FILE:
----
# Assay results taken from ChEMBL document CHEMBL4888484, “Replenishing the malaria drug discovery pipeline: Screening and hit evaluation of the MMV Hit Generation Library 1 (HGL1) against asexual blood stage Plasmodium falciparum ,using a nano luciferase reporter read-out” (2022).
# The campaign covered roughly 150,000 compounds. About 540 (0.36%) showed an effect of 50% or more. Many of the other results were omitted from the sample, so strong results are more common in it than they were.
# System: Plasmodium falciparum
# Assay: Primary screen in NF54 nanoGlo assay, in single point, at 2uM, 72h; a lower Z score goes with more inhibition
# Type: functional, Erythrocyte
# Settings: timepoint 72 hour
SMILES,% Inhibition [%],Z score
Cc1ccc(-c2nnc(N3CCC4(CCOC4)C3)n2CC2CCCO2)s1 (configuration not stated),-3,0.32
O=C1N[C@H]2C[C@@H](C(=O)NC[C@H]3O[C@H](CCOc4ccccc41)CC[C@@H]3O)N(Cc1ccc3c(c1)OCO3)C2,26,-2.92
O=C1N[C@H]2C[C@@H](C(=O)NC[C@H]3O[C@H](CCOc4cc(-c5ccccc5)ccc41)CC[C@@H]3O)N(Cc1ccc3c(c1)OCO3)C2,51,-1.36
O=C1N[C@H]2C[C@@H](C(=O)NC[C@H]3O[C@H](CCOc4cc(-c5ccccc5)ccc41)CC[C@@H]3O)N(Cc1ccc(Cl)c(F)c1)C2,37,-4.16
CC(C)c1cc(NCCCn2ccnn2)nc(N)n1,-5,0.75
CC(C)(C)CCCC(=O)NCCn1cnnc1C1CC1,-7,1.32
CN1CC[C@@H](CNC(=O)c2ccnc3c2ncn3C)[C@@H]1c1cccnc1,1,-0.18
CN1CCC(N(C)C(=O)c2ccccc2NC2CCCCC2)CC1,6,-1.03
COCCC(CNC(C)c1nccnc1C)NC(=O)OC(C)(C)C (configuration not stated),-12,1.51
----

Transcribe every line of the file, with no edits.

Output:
# Assay results taken from ChEMBL document CHEMBL4888484, “Replenishing the malaria drug discovery pipeline: Screening and hit evaluation of the MMV Hit Generation Library 1 (HGL1) against asexual blood stage Plasmodium falciparum ,using a nano luciferase reporter read-out” (2022).
# The campaign covered roughly 150,000 compounds. About 540 (0.36%) showed an effect of 50% or more. Many of the other results were omitted from the sample, so strong results are more common in it than they were.
# System: Plasmodium falciparum
# Assay: Primary screen in NF54 nanoGlo assay, in single point, at 2uM, 72h; a lower Z score goes with more inhibition
# Type: functional, Erythrocyte
# Settings: timepoint 72 hour
SMILES,% Inhibition [%],Z score
Cc1ccc(-c2nnc(N3CCC4(CCOC4)C3)n2CC2CCCO2)s1 (configuration not stated),-3,0.32
O=C1N[C@H]2C[C@@H](C(=O)NC[C@H]3O[C@H](CCOc4ccccc41)CC[C@@H]3O)N(Cc1ccc3c(c1)OCO3)C2,26,-2.92
O=C1N[C@H]2C[C@@H](C(=O)NC[C@H]3O[C@H](CCOc4cc(-c5ccccc5)ccc41)CC[C@@H]3O)N(Cc1ccc3c(c1)OCO3)C2,51,-1.36
O=C1N[C@H]2C[C@@H](C(=O)NC[C@H]3O[C@H](CCOc4cc(-c5ccccc5)ccc41)CC[C@@H]3O)N(Cc1ccc(Cl)c(F)c1)C2,37,-4.16
CC(C)c1cc(NCCCn2ccnn2)nc(N)n1,-5,0.75
CC(C)(C)CCCC(=O)NCCn1cnnc1C1CC1,-7,1.32
CN1CC[C@@H](CNC(=O)c2ccnc3c2ncn3C)[C@@H]1c1cccnc1,1,-0.18
CN1CCC(N(C)C(=O)c2ccccc2NC2CCCCC2)CC1,6,-1.03
COCCC(CNC(C)c1nccnc1C)NC(=O)OC(C)(C)C (configuration not stated),-12,1.51